Something’s fishy at the Gagetown base – and that’s a good thing!

Article / August 8, 2017 / Project number: 17-0204

By Meagan Betts, Environmental Services Branch, 5th Canadian Division Support Group

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Oromocto, New Brunswick — On June 6th, 2017 as part of Canadian Environmental Week activities, over 300 students were invited to 5th Canadian Division Support Base (5 CDSB) Gagetown to release salmon fry into Lindsay Brook.

Since 2008, thousands of students have visited the base to participate in the Fish Friends Field Day, a program started by the Atlantic Salmon Federation, administered by the New Brunswick Salmon Council and organized by Andy Smith, Aquatic Biologist, Environmental Services Branch (ESB), 5th Canadian Division Support Group (5 CDSG).

“I have thoroughly enjoyed working with our partners on the Fish Friends program and it is something that I look forward to every year. Planning a field day and coordinating over 300 schoolchildren can be challenging but well worth the effort! The students’ enthusiasm for the program and their appreciation is very rewarding,” said Mr. Smith.

This year marked the 10th anniversary of the Fish Friends Field Day at the base, an event dedicated to teaching elementary school students about salmon ecology and the importance of healthy aquatic ecosystems, while fostering environmental stewardship through interactive and educational activities.

To celebrate this milestone, the Honourable Lieutenant Governor Jocelyn Roy Vienneau, 5 CDSG Commander Colonel Keith Osmond, Nathan Wilbur of the Atlantic Salmon Federation, Peter Cronin of the New Brunswick Salmon Council, Robin Hanson of the Oromocto River Watershed Association, and 5 CDSB Deputy Commander Lieutenant Colonel Bryon Conway made appearances at the event to deliver speeches full of encouragement and praise for the students, teachers and participants who have and continue to make the program possible each year.

In March, Atlantic salmon eggs from Fisheries and Oceans Canada’s Mactaquac Biodiversity Facility were delivered to eight local schools (Cambridge Narrows Community School, Lincoln Elementary Community School, École Communautaire Arc-en-Ciel, Assiniboine Avenue Elementary, Gesner Street Elementary, Sunbury West Community School, Geary Community School, and Hubbard Avenue Elementary).

Over a 10-week period, students learned about salmon as they watched them grow from eggs into alevin and then develop into fry. After participating in the program for three years, Dave Patriquin, a grade 3 teacher from Sunbury West School, said he has seen significant improvement in the classes’ ability to care for the fish due to Mr. Smith`s expertise.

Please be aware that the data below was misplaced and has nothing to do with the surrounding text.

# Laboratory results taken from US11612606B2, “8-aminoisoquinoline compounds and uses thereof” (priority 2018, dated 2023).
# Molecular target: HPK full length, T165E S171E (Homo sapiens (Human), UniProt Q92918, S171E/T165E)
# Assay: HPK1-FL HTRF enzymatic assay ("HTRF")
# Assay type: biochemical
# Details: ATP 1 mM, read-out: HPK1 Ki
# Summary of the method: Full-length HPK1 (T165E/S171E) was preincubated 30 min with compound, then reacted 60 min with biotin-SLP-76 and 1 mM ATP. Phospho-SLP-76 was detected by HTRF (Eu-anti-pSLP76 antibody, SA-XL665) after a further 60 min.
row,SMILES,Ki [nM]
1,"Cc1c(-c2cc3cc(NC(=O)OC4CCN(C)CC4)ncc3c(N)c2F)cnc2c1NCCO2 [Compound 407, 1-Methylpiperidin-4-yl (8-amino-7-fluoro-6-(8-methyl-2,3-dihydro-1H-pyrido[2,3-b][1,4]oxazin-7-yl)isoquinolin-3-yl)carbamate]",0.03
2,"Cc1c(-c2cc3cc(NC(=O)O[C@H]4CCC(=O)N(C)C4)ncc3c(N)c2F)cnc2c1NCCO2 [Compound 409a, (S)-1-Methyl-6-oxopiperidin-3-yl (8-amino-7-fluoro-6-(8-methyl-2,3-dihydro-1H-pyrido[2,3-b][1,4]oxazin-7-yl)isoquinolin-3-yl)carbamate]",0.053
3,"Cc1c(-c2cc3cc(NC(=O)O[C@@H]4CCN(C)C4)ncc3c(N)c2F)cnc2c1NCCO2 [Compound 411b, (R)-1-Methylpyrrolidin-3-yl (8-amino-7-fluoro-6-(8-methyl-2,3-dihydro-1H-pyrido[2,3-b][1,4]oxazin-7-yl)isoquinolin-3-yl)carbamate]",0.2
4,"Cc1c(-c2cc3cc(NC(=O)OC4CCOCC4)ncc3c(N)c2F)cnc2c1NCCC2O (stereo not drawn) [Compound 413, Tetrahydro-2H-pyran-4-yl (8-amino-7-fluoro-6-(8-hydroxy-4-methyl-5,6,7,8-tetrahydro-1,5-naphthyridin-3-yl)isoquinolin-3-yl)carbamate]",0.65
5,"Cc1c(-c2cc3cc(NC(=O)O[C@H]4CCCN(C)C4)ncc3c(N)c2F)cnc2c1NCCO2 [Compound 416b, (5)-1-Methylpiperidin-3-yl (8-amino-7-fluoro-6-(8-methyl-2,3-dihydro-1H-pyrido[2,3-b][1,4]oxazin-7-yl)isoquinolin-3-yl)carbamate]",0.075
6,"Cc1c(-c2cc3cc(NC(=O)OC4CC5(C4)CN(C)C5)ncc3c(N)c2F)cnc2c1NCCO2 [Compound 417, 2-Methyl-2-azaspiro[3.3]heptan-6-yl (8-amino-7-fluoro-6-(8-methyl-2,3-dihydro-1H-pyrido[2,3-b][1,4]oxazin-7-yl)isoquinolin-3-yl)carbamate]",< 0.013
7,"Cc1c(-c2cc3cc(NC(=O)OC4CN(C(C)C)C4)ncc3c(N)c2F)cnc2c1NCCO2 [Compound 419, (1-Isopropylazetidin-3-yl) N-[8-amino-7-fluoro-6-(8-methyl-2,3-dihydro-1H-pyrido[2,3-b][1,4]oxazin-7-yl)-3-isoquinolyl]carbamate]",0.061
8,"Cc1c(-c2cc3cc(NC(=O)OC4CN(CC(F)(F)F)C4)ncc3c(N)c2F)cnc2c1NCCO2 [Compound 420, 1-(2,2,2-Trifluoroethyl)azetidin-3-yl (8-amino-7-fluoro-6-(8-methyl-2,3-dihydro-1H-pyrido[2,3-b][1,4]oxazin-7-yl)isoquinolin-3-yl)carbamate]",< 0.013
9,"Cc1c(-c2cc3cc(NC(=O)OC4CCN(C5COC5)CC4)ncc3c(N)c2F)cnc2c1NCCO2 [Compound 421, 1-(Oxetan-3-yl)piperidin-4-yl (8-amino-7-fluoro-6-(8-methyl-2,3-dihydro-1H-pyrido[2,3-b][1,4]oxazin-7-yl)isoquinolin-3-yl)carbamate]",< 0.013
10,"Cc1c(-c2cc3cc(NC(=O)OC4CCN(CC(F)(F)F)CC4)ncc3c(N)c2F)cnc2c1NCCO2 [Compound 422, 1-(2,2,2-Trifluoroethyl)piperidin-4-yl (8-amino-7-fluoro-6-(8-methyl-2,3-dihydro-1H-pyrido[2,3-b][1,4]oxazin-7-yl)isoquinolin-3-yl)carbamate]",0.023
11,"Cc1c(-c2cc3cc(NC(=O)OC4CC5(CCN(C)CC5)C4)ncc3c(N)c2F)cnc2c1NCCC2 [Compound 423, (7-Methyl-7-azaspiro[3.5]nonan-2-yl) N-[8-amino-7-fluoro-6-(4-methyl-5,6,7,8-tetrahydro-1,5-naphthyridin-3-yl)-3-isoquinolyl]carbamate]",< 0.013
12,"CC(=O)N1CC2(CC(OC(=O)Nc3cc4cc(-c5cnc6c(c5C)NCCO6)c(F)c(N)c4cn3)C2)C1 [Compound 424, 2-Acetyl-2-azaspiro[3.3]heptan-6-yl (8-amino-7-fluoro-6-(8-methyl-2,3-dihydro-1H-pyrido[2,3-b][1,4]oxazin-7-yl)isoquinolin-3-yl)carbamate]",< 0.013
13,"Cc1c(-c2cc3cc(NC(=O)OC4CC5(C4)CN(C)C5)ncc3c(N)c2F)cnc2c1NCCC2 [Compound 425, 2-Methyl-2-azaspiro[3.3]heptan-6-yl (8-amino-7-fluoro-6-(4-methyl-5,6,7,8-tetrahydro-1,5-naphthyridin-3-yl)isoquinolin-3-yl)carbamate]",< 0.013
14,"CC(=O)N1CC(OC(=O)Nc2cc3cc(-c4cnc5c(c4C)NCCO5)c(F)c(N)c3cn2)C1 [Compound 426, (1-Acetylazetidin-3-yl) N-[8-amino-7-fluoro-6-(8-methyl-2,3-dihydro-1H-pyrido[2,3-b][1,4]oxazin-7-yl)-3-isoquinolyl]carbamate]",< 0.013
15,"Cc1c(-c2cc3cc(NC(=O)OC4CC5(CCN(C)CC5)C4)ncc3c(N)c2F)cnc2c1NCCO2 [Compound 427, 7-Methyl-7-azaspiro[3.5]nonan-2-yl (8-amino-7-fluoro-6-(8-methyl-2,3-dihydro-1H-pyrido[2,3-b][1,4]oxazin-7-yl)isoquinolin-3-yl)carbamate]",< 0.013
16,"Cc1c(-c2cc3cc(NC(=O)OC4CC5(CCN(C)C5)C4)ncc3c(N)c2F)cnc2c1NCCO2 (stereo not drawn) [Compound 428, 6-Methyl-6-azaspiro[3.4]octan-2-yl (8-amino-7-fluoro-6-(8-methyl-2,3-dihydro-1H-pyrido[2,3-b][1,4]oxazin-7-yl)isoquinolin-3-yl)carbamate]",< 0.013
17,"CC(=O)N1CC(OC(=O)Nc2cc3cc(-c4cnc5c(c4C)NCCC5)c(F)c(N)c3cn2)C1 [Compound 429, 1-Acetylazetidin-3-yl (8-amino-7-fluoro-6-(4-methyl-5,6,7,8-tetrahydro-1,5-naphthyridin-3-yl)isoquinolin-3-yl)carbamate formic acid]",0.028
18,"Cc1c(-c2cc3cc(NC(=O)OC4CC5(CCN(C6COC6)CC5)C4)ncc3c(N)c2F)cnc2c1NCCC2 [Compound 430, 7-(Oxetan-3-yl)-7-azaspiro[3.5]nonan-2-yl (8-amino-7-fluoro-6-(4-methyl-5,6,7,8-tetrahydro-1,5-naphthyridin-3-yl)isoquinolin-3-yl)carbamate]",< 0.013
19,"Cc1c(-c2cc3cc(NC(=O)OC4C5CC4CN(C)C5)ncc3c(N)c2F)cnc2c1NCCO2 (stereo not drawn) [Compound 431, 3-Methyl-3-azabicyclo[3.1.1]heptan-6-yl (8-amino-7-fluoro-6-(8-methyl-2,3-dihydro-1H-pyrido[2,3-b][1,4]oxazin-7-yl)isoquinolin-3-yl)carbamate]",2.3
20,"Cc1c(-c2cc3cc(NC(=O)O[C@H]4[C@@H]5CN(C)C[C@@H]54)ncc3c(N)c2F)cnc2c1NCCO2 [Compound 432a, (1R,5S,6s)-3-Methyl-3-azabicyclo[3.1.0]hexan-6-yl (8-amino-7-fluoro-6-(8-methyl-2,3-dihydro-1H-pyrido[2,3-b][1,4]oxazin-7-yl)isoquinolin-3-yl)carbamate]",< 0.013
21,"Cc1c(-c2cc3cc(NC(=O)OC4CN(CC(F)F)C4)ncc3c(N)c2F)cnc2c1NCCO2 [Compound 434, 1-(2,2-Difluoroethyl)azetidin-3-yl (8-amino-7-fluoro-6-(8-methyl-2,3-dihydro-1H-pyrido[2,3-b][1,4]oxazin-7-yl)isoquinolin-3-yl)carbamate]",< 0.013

The salmon release, run by Krista DeBouver and Brittany Harvey from New Brunswick Department of Energy and Natural Resources Development, Dr. Sarah Tuziak from Fisheries and Oceans and Bruce Lavers from ESB, was only one of several activities planned for the students.

To educate the students on fish ecology and the various species inhabiting Lindsay Brook, Mark Gautreau and Ben Wallace from the Canadian Rivers Institute ran a station with live fish caught from the brook. Deanna McCullum, Laura West and Ian Lodge from ESB ran a station about aquatic wildlife in New Brunswick with live salamanders, frogs, tadpoles and shells from wood turtles found locally around the base.

The students learned about wetlands, waterfowl, and the environmental threats they face in a game led by Samantha Brewster from Ducks Unlimited and Meagan Betts from ESB. The last activity was Pollution Prevention, prepared and run by Tanya Malloy and Abigail Pavao, also from ESB.

Grade 4 student Lochlynn Sangster said her take-home message from the day was that, “We need to take way more care of the earth than we think we should.” Wendy Peters, a teacher at Gary Elementary Community School, explained that the day teaches students about endangered species, taking care of the environment and about caring for something other than themselves.

“There is no better way to address environmental concerns and generate awareness of them than by engaging the next generation, the leaders of tomorrow, in a hands-on activity like the Fish Friends Field Day,” said Col Osmond.

 “Base Gagetown is proud to support the program as we remain acutely aware of the impact military training has on our 1,100 square kilometres of training area and endeavour to be a responsible steward of the environment by investing in corrective actions to remediate damage to the land, by ensuring new infrastructure is built to meet today’s energy efficiency standards and by promoting and enforcing environmental compliance,” he continued. “These measures will help ensure the sustainability of our training area for many years to come.”

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